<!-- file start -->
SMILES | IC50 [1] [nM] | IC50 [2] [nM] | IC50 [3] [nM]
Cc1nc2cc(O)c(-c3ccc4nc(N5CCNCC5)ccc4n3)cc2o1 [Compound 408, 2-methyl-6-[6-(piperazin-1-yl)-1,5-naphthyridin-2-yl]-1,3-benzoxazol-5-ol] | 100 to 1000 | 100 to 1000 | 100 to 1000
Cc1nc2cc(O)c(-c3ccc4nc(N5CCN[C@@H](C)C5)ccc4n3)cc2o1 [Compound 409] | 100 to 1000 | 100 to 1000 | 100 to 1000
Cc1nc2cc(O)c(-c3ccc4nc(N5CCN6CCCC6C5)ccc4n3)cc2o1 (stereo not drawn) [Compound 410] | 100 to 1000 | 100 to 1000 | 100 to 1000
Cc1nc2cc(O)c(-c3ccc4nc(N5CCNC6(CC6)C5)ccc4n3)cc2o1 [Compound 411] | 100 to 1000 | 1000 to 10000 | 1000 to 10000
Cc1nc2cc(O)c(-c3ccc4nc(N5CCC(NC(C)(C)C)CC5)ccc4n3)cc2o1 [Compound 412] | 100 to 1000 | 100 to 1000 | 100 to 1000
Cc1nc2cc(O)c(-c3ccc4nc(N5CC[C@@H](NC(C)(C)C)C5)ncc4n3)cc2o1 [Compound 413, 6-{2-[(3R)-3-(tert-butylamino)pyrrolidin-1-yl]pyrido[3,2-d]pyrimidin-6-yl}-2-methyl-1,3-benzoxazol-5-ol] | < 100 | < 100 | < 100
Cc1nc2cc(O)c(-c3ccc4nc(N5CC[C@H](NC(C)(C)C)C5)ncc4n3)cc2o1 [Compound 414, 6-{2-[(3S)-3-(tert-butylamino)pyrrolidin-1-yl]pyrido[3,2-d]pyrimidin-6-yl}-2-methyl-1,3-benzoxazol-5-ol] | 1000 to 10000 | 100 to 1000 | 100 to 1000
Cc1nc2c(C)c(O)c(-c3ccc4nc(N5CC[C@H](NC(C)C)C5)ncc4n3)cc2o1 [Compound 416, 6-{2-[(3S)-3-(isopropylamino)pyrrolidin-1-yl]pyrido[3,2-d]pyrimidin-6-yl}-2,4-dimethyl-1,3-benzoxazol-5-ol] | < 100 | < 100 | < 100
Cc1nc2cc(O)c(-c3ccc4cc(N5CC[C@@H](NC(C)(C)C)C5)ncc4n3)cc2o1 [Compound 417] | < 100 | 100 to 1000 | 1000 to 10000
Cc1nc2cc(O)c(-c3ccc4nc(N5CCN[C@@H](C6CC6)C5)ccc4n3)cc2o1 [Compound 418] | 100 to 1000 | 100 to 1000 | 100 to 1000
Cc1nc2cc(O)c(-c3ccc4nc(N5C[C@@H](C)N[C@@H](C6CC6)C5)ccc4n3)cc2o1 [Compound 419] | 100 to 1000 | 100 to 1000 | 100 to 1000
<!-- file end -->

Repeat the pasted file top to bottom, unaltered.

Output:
SMILES | IC50 [1] [nM] | IC50 [2] [nM] | IC50 [3] [nM]
Cc1nc2cc(O)c(-c3ccc4nc(N5CCNCC5)ccc4n3)cc2o1 [Compound 408, 2-methyl-6-[6-(piperazin-1-yl)-1,5-naphthyridin-2-yl]-1,3-benzoxazol-5-ol] | 100 to 1000 | 100 to 1000 | 100 to 1000
Cc1nc2cc(O)c(-c3ccc4nc(N5CCN[C@@H](C)C5)ccc4n3)cc2o1 [Compound 409] | 100 to 1000 | 100 to 1000 | 100 to 1000
Cc1nc2cc(O)c(-c3ccc4nc(N5CCN6CCCC6C5)ccc4n3)cc2o1 (stereo not drawn) [Compound 410] | 100 to 1000 | 100 to 1000 | 100 to 1000
Cc1nc2cc(O)c(-c3ccc4nc(N5CCNC6(CC6)C5)ccc4n3)cc2o1 [Compound 411] | 100 to 1000 | 1000 to 10000 | 1000 to 10000
Cc1nc2cc(O)c(-c3ccc4nc(N5CCC(NC(C)(C)C)CC5)ccc4n3)cc2o1 [Compound 412] | 100 to 1000 | 100 to 1000 | 100 to 1000
Cc1nc2cc(O)c(-c3ccc4nc(N5CC[C@@H](NC(C)(C)C)C5)ncc4n3)cc2o1 [Compound 413, 6-{2-[(3R)-3-(tert-butylamino)pyrrolidin-1-yl]pyrido[3,2-d]pyrimidin-6-yl}-2-methyl-1,3-benzoxazol-5-ol] | < 100 | < 100 | < 100
Cc1nc2cc(O)c(-c3ccc4nc(N5CC[C@H](NC(C)(C)C)C5)ncc4n3)cc2o1 [Compound 414, 6-{2-[(3S)-3-(tert-butylamino)pyrrolidin-1-yl]pyrido[3,2-d]pyrimidin-6-yl}-2-methyl-1,3-benzoxazol-5-ol] | 1000 to 10000 | 100 to 1000 | 100 to 1000
Cc1nc2c(C)c(O)c(-c3ccc4nc(N5CC[C@H](NC(C)C)C5)ncc4n3)cc2o1 [Compound 416, 6-{2-[(3S)-3-(isopropylamino)pyrrolidin-1-yl]pyrido[3,2-d]pyrimidin-6-yl}-2,4-dimethyl-1,3-benzoxazol-5-ol] | < 100 | < 100 | < 100
Cc1nc2cc(O)c(-c3ccc4cc(N5CC[C@@H](NC(C)(C)C)C5)ncc4n3)cc2o1 [Compound 417] | < 100 | 100 to 1000 | 1000 to 10000
Cc1nc2cc(O)c(-c3ccc4nc(N5CCN[C@@H](C6CC6)C5)ccc4n3)cc2o1 [Compound 418] | 100 to 1000 | 100 to 1000 | 100 to 1000
Cc1nc2cc(O)c(-c3ccc4nc(N5C[C@@H](C)N[C@@H](C6CC6)C5)ccc4n3)cc2o1 [Compound 419] | 100 to 1000 | 100 to 1000 | 100 to 1000